- Access for Disabled Patients: Teletherapy and other telemedicine services have been tremendously helpful for those who have disabilities that prevent them from making it to a traditional office setting. Although the Americans With Disabilities Act has made many strides with providing accommodations so that persons with disabilities can have equal access to services, telehealth is often a much easier and more desirable option for those who have difficulty getting around. Many of these patients would not be able to receive therapy if teletherapy was not an option.
- Opportunity for Family or Couples to Join Sessions: Being “in” patient’s homes via virtual therapy makes family inclusion much more seamless. When young adults still live at home, parents can easily join. And for our child patients, parents can sit in the sessions or easily be called in to join for part or all of the session. This is the same for couples or family therapy.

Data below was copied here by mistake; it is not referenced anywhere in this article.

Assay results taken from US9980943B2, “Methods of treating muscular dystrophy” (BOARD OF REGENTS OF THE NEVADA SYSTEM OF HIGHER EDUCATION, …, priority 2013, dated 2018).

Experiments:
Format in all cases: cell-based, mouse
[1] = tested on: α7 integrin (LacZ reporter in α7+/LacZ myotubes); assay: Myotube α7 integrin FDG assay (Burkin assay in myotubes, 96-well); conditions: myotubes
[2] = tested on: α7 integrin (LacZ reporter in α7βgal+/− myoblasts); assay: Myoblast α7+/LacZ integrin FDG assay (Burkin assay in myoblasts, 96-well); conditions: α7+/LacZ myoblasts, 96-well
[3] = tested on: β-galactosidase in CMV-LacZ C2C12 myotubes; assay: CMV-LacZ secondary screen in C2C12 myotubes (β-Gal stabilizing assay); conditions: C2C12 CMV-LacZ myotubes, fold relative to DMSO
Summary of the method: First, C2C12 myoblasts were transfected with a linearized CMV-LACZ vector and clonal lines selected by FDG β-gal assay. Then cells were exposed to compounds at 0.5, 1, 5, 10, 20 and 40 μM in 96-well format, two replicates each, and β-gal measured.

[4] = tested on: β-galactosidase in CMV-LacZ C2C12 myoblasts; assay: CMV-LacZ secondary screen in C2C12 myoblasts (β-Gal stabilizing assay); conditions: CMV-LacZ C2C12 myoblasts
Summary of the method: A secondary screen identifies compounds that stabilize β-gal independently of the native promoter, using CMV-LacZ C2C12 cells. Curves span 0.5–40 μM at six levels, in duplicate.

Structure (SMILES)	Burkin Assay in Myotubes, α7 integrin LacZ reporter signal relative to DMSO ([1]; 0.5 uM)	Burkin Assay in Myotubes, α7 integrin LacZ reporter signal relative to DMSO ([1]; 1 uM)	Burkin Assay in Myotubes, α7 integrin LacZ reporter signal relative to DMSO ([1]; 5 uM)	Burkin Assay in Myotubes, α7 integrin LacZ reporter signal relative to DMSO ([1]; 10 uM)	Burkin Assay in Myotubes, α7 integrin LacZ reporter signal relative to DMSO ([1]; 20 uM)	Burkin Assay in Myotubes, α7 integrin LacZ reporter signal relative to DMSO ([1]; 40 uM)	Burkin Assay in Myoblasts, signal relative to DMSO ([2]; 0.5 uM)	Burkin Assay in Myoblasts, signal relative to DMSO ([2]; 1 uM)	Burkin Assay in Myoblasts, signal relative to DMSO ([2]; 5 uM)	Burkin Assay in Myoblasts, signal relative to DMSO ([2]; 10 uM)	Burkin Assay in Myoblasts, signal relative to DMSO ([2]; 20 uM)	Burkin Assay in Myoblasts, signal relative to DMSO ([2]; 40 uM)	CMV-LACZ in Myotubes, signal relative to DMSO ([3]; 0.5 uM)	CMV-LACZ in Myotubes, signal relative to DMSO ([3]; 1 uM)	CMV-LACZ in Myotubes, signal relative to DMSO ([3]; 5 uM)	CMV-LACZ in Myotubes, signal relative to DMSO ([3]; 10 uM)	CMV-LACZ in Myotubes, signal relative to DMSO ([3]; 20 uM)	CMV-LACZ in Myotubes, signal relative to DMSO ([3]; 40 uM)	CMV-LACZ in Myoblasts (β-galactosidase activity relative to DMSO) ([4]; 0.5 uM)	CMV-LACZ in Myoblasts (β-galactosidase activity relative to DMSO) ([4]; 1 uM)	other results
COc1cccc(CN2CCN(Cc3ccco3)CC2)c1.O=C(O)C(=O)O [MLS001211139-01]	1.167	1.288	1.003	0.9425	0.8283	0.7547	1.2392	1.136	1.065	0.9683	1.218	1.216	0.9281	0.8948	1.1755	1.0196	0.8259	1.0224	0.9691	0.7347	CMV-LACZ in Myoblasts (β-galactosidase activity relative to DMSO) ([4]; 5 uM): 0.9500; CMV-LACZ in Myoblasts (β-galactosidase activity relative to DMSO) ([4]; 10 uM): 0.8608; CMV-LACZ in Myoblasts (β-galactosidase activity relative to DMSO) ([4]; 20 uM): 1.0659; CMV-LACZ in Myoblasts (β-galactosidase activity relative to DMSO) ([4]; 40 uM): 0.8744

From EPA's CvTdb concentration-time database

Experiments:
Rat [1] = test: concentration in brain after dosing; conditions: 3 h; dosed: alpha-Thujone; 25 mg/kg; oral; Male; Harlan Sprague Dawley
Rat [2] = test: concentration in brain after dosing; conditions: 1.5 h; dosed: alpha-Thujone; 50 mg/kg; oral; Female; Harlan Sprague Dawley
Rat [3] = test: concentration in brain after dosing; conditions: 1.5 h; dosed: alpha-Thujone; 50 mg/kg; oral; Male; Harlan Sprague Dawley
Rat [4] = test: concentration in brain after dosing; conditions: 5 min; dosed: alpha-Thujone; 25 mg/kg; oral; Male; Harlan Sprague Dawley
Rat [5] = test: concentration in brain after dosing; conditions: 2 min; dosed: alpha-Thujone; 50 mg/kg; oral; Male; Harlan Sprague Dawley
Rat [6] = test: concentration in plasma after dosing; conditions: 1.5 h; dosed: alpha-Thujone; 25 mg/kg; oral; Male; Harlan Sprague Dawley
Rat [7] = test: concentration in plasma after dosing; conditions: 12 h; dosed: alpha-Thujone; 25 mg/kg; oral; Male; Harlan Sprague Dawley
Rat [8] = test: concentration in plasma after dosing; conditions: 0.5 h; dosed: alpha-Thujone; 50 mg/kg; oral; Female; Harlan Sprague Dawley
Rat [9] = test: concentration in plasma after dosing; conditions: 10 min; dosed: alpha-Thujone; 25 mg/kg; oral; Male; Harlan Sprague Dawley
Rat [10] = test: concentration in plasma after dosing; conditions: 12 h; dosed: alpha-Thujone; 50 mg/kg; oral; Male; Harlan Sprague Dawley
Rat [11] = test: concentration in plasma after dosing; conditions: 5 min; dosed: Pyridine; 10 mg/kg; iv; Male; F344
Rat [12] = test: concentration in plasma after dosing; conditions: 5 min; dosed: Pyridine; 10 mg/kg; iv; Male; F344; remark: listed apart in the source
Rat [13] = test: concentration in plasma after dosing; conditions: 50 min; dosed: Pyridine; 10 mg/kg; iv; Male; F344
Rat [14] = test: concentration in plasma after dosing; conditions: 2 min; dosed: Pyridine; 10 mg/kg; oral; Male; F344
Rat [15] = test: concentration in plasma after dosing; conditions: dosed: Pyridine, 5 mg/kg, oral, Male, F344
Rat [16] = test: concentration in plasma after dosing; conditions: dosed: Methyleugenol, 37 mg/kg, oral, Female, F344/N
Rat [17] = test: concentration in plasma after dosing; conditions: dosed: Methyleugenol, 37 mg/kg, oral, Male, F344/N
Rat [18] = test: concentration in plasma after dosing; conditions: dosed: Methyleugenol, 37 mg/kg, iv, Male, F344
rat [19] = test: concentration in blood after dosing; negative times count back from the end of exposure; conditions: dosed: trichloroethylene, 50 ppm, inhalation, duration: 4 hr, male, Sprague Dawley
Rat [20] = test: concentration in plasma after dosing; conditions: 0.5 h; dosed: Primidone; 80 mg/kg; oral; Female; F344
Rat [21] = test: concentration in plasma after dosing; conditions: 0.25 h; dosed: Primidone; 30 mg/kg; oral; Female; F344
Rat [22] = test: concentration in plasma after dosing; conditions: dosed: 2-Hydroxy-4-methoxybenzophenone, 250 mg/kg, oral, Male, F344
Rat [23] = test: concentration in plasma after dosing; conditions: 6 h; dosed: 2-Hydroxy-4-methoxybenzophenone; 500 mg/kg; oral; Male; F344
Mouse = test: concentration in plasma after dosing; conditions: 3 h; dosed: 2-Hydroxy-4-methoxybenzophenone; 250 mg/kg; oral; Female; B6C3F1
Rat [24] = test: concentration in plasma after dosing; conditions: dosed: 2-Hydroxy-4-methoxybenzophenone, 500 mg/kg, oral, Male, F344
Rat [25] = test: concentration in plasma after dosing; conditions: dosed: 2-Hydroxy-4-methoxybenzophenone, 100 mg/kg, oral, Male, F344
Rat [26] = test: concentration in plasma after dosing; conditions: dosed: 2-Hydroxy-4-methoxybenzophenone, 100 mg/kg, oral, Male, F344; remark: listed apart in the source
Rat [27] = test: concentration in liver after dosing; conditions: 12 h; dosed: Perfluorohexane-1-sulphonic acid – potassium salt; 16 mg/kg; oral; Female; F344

All of our therapists at OCD Spectrum are very comfortable using this technology to treat our patients. Teletherapy allows us to offer our range of services across all of Pennsylvania. So if you’re struggling with OCD in Scranton, having panic attacks in Philadelphia, or emetophobia in Erie we have specialists ready to help you get the coping skills you need to get your life back.